Real-world challenges to conducting cost-inclusive RCTs, including time, costs, and ethics, indicate that more flexible research design methods are needed. This panelist will describe an alternative evaluation method, probabilistic sensitivity analysis (PSA), which is used to generate a comparison mathematical model using known risk factors as a population-based control. Using suicide hotlines as an example, this talk will focus on PSA as an alternative design method when comparison groups would be unethical. It will also address how to select program outcomes in terms of cost and benefits or cost utility in Quality Adjusted Life Years (QALYs). The objective is to provide audience members with an overview of flexile research design methods in order to more effectively design studies when real-world constraints, stakeholders’ preference, and ethical challenges limit options for program evaluation.


Abstract 3 Title: Quasi-Experimental Longitudinal Large-N Design for Evaluation of Benefit-Cost Relationships Moderated by Parenthood, Gender, and Gender-Sensitivity of Program
Presentation Abstract 3:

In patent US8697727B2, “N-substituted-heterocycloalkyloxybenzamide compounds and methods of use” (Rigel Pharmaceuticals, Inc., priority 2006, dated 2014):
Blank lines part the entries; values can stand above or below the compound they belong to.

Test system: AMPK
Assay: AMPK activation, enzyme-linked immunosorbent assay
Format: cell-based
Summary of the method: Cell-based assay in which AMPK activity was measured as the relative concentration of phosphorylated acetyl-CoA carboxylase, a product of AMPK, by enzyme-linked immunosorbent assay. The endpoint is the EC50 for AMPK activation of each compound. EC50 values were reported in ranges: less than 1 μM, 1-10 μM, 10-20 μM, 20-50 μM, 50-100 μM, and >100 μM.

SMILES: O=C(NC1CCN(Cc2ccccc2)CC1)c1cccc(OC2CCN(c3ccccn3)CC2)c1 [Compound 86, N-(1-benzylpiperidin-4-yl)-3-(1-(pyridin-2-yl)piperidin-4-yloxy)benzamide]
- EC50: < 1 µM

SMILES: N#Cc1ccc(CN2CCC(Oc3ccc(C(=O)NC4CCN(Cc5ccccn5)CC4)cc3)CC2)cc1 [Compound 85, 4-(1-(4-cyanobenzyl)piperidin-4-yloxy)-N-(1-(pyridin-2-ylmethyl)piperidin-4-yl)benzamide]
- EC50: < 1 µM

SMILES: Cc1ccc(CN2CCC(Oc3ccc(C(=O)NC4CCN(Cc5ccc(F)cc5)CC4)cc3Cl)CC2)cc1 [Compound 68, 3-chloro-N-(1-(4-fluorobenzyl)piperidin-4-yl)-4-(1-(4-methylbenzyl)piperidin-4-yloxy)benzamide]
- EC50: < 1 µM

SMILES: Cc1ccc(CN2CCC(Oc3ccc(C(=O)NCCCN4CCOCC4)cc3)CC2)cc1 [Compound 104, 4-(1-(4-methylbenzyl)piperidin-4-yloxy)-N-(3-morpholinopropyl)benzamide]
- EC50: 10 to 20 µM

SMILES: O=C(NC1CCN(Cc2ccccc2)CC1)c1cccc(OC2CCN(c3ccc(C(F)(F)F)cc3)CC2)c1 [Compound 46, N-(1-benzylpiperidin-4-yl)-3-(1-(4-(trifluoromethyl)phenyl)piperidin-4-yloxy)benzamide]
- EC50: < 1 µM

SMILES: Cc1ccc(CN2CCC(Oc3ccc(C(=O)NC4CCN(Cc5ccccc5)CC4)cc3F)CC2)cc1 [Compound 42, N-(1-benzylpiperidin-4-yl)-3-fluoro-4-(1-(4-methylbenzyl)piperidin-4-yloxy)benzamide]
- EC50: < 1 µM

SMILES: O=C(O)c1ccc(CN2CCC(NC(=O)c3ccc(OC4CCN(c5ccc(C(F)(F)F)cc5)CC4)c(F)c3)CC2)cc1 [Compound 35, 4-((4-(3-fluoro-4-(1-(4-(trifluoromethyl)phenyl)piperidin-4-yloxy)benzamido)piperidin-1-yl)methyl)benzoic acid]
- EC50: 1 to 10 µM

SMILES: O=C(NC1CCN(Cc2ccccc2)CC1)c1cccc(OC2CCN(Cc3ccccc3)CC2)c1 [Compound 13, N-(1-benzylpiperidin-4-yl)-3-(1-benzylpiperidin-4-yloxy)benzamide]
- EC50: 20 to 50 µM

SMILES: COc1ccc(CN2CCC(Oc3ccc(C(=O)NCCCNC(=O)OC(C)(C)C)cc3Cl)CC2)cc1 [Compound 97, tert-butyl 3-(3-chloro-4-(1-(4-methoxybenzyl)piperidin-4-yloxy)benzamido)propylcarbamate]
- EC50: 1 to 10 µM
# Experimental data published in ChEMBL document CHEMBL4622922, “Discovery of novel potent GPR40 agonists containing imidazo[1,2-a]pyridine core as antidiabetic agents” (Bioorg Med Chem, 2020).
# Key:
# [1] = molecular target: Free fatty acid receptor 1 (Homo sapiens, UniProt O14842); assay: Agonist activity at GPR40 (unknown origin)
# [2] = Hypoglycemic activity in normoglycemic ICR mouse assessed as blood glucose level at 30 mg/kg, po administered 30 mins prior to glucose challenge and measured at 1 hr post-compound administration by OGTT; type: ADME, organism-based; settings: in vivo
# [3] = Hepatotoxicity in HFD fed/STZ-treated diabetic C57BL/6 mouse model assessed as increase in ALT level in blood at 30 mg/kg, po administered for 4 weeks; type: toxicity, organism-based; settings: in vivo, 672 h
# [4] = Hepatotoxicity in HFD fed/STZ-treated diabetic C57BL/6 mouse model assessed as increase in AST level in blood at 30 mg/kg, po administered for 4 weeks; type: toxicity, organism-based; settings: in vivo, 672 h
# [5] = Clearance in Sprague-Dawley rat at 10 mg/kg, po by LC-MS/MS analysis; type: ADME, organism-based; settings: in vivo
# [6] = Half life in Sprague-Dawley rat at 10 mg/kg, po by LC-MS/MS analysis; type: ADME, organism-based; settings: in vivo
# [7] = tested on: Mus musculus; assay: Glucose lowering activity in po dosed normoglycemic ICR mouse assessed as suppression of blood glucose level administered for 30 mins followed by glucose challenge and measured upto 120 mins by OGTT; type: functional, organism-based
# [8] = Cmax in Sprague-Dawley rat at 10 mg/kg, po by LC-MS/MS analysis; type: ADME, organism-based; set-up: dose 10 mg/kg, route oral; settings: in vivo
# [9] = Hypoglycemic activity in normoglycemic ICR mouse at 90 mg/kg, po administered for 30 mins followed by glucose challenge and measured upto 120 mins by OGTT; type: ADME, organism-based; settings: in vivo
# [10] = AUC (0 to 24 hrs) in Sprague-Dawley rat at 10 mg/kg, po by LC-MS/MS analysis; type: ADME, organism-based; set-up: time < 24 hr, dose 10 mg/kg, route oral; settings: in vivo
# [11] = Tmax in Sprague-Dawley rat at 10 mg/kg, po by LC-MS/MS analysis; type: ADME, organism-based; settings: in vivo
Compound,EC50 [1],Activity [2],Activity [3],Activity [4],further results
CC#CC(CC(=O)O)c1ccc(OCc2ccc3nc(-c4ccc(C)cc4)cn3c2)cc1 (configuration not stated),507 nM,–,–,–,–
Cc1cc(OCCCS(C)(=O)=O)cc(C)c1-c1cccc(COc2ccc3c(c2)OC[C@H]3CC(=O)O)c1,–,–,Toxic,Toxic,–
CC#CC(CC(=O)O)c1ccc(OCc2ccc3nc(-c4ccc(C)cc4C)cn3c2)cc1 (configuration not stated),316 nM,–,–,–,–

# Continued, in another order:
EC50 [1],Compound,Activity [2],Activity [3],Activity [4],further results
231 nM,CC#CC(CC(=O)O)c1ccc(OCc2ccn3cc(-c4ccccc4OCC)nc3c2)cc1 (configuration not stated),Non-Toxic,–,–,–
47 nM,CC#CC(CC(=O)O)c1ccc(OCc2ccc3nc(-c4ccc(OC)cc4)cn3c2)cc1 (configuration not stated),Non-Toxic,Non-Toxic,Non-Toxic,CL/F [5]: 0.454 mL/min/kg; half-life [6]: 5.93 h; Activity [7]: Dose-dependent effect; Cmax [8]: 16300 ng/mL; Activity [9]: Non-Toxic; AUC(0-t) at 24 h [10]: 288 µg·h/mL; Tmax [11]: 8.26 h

We used a longitudinal naturalistic design to evaluate costs, cost-savings, employment income, and benefit/cost of intensive inpatient programs (IIPs) for substance abuse treatment. Benefits quantified from state databases yielded 48 months of monthly individual-level data on employment income, income support, and health and criminal justice services for each of 14,497 women and men who abused drugs. Natural variations in gender-sensitivity of treatment between 13 sites in the state were quantified by colleagues using Rasch analyses. Use and costs of services increased and income decreased after program participation. More gender-sensitive programs were less costly and somewhat more effective. Mothers receiving more gender-sensitive treatment showed less increase in service use and service cost following treatment. Using actual data on service use instead of patient self-reports provided a picture of benefit/cost ratios for the programs that were intuitively understandable but radically different from expectations.